How to train on your work commute

Is it possible to get in a beneficial workout on your daily work commute, asks one of our readers? Coach Dermott Hayes says yes, and here's how…

All training is advantageous as long as it has an objective and is executed as you plan

“I cycle to work every day, 5.5km each way. Can I get any training value out of it? I’m on a heavy hybrid bike with solid tyres, inc. 60m of climbing.” Rachel Brown, 220 reader. 

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All training is advantageous as long as it has an objective and is executed as you plan. So yes, there is some training value here.

However, a 5.5km commute on a heavy bike means that you should really consider what goal you’re looking to meet from the commute; it’s a short distance and if you have to encounter traffic and stoppages for junctions or lights then the effectiveness of the training time is certainly reduced.

Include some HIIT efforts

Ideas for how to spice up the commute and turn it into a training session could include some high-intensity interval efforts of approx. 20-45secs, broken up with 2-3mins of easy recovery.

Or, alternatively, you mention there’s 60m of climbing, so maybe you could turn the uphills into an opportunity to ‘overgear’ and focus on building strength by riding in bigger gears.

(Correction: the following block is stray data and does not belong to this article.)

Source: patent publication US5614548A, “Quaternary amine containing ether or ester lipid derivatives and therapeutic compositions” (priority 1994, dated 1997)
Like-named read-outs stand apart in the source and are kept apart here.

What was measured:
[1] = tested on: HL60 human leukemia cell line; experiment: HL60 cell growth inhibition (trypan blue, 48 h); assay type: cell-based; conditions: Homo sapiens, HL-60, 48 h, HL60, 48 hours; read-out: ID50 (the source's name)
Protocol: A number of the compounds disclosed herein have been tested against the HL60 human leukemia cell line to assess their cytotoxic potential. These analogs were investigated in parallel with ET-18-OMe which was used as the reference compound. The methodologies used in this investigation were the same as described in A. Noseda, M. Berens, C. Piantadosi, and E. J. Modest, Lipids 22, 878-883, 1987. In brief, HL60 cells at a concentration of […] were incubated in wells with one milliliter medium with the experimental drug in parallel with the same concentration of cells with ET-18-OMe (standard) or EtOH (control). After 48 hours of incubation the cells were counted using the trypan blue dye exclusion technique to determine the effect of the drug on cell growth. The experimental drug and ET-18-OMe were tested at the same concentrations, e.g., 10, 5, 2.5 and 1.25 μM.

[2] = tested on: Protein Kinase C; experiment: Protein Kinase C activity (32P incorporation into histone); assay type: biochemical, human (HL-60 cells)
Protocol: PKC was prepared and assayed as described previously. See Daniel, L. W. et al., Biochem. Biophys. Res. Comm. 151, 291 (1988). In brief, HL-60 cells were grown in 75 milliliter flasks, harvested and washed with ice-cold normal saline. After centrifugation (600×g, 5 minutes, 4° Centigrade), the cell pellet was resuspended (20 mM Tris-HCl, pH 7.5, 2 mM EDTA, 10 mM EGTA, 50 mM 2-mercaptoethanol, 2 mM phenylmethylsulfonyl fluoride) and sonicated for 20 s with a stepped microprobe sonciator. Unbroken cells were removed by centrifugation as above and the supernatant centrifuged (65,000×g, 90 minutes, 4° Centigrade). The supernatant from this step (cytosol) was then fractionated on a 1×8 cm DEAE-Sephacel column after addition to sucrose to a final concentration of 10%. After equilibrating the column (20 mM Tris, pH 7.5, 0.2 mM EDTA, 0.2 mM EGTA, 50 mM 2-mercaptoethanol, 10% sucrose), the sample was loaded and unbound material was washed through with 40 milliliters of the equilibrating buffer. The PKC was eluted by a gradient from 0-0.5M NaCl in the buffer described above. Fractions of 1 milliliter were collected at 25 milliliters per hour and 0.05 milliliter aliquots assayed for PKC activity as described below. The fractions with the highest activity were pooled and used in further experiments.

However, if I was advising one of my athletes on what to do with this training time it’d be to use it as lower-intensity, fat-burning, recovery-style rides.

Spin your legs out

In the time it takes to ride 5.5km, if you were going to turn it into a proper session, you should include warm-up and cool-down time, but there really isn’t enough time for this.

So instead, I’d take the opportunity to spin your legs at low intensity and save energy for your more focused training sessions where you can go full gas.

You can set your parameters in the same way as for other training and possibly include a heart-rate ceiling that you mustn’t exceed, or spend some time focusing on your pedalling technique or cadence.

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But don’t think of this as ‘junk miles’, just save the big training for when you have more time.